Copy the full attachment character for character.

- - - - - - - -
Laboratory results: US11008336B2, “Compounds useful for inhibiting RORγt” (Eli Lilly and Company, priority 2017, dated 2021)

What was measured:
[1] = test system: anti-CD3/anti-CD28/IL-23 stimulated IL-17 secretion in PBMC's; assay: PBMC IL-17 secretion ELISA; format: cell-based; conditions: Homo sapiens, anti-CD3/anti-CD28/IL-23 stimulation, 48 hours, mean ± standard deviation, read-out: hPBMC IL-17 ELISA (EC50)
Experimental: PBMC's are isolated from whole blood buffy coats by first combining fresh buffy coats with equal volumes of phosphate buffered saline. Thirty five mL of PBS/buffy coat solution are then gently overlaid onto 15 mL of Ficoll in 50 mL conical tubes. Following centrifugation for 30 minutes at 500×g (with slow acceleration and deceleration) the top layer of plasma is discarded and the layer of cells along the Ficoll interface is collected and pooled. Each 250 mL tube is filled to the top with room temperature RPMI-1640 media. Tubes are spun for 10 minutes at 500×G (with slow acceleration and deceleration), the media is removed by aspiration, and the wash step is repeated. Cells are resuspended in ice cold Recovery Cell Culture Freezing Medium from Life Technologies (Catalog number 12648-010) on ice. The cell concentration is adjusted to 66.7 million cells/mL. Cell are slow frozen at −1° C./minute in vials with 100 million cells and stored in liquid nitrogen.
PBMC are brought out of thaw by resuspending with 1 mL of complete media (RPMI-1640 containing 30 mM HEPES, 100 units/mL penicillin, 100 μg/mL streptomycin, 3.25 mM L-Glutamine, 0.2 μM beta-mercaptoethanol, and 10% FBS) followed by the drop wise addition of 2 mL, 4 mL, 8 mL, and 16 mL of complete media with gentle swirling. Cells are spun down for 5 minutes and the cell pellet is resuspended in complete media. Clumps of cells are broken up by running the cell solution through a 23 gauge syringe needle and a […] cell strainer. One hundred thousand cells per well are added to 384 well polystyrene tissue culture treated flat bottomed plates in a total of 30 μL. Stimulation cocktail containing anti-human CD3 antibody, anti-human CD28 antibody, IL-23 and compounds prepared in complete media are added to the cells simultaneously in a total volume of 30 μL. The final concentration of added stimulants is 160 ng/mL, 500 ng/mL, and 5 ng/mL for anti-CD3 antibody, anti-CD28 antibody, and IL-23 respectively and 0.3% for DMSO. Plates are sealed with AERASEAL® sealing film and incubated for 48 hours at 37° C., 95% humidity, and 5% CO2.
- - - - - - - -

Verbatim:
Laboratory results: US11008336B2, “Compounds useful for inhibiting RORγt” (Eli Lilly and Company, priority 2017, dated 2021)

What was measured:
[1] = test system: anti-CD3/anti-CD28/IL-23 stimulated IL-17 secretion in PBMC's; assay: PBMC IL-17 secretion ELISA; format: cell-based; conditions: Homo sapiens, anti-CD3/anti-CD28/IL-23 stimulation, 48 hours, mean ± standard deviation, read-out: hPBMC IL-17 ELISA (EC50)
Experimental: PBMC's are isolated from whole blood buffy coats by first combining fresh buffy coats with equal volumes of phosphate buffered saline. Thirty five mL of PBS/buffy coat solution are then gently overlaid onto 15 mL of Ficoll in 50 mL conical tubes. Following centrifugation for 30 minutes at 500×g (with slow acceleration and deceleration) the top layer of plasma is discarded and the layer of cells along the Ficoll interface is collected and pooled. Each 250 mL tube is filled to the top with room temperature RPMI-1640 media. Tubes are spun for 10 minutes at 500×G (with slow acceleration and deceleration), the media is removed by aspiration, and the wash step is repeated. Cells are resuspended in ice cold Recovery Cell Culture Freezing Medium from Life Technologies (Catalog number 12648-010) on ice. The cell concentration is adjusted to 66.7 million cells/mL. Cell are slow frozen at −1° C./minute in vials with 100 million cells and stored in liquid nitrogen.
PBMC are brought out of thaw by resuspending with 1 mL of complete media (RPMI-1640 containing 30 mM HEPES, 100 units/mL penicillin, 100 μg/mL streptomycin, 3.25 mM L-Glutamine, 0.2 μM beta-mercaptoethanol, and 10% FBS) followed by the drop wise addition of 2 mL, 4 mL, 8 mL, and 16 mL of complete media with gentle swirling. Cells are spun down for 5 minutes and the cell pellet is resuspended in complete media. Clumps of cells are broken up by running the cell solution through a 23 gauge syringe needle and a […] cell strainer. One hundred thousand cells per well are added to 384 well polystyrene tissue culture treated flat bottomed plates in a total of 30 μL. Stimulation cocktail containing anti-human CD3 antibody, anti-human CD28 antibody, IL-23 and compounds prepared in complete media are added to the cells simultaneously in a total volume of 30 μL. The final concentration of added stimulants is 160 ng/mL, 500 ng/mL, and 5 ng/mL for anti-CD3 antibody, anti-CD28 antibody, and IL-23 respectively and 0.3% for DMSO. Plates are sealed with AERASEAL® sealing film and incubated for 48 hours at 37° C., 95% humidity, and 5% CO2.